Sheffield United: Nick Montgomery on Central Coast Mariners, Barcelona and becoming a manager

Seated in the executive box of Sydney’s Accor Stadium, surrounded by some of the greatest names in Australian and Catalan sport, Nick Montgomery paused for a moment to take in his surroundings before concentrating on the football.

Sunday, 26th June 2022, 12:01 pm

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Down there on the pitch, located a long pass below him inside the cavernous bowl which dominates the city’s Olympic Park, three members of the Central Coast Mariners team he once played for and now manages were busy locking horns with Barcelona in front of more than 70,000 fans. Jason Cummings caused them problems. So too did Kye Rowles, taking part in his last match ahead of a transfer to Heart of Midlothian. And when Garang Kuol entered the fray at the beginning of the second period, it completed a remarkable hat-trick for both Montgomery and a squad he has transformed into one of the most talked about Down Under.

“Even Xavi, Barca’s manager, said one of our guys was special,” Montgomery says, the pride still evident in his voice a month later. “Think about it, someone like Xavi coming out with that.

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“To see our lads out there, against people like Ousmane Dembele, was wonderful. And two of them we’ve brought through the system, which makes it even more special. They were even winning at one stage, before losing 3-2.”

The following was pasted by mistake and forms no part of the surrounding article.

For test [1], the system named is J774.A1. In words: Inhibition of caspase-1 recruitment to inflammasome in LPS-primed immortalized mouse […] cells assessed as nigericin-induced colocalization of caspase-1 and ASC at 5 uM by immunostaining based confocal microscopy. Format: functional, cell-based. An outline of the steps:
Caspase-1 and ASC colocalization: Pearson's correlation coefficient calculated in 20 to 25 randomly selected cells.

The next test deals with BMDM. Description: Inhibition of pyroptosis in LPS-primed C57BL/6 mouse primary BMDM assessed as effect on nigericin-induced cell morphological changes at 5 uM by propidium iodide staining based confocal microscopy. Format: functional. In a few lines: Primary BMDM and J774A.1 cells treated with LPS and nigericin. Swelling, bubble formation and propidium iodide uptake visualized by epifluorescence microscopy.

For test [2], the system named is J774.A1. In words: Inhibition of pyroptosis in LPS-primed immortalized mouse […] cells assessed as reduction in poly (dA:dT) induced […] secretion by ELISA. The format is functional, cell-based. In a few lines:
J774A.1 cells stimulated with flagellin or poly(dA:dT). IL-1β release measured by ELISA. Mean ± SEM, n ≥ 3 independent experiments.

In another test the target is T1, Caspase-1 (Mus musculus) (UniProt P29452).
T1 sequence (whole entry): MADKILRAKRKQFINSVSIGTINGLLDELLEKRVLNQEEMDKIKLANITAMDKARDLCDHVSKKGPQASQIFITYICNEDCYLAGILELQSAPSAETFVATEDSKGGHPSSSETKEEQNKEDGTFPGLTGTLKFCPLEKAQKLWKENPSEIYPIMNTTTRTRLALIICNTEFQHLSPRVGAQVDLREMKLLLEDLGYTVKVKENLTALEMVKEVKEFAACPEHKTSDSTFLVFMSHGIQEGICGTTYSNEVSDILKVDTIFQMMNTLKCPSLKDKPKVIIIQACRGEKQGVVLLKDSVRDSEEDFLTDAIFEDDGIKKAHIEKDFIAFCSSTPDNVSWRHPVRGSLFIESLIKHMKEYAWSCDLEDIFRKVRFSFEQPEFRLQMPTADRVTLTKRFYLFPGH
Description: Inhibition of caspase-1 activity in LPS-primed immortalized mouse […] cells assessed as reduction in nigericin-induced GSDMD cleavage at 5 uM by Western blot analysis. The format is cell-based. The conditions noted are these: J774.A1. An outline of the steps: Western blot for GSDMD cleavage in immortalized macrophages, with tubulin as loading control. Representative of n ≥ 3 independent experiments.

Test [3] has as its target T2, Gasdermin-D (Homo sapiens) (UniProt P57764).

The A League All Stars game marked the culmination of a remarkable season for Montgomery and the Mariners, who finished fifth in the table despite possessing the lowest budget in the competition. But it isn’t simply the former Sheffield United midfielder’s ability to beat the financial odds which have attracted rave reviews during his first full campaign as a head coach. Previously in charge of the Mariners’ youth programme, Montgomery is also building a reputation as a developer of young talent. Last term saw him hand more minutes to academy graduates than any other side in the country; a figure bettered by only 16 other clubs in the world.

“I think it’s given us a personality, made us pretty unique, the focus on development. It’s brought an identity to what we do. I’d worked with the academy and that convinced me the lads would be good enough if they were given an opportunity. So that’s what we did. The academy had been restructured and we’d developed the scouting aspect. So we brought them in. But they surrounded a core of really good experienced professionals.”

Former Sheffield United midfielder Nick Montgomery is now manager of Central Coast Mariners: Tony Feder/Getty Images

Montgomery made 398 appearances for United before leaving Bramall Lane 10 years ago. The overwhelming majority of those came under Neil Warnock, a master at getting the best out of previously wayward individuals. Having helped Cummings, previously of Nottingham Forest and Scotland, get back on the straight and narrow, it appears Montgomery shares some of his old boss’ traits. As well as being happy to promote from within, also bringing the likes of Phil Jagielka, Michael Tonge and Stephen Quinn through the system, Warnock was skilled at getting the best out of sometimes wayward performers.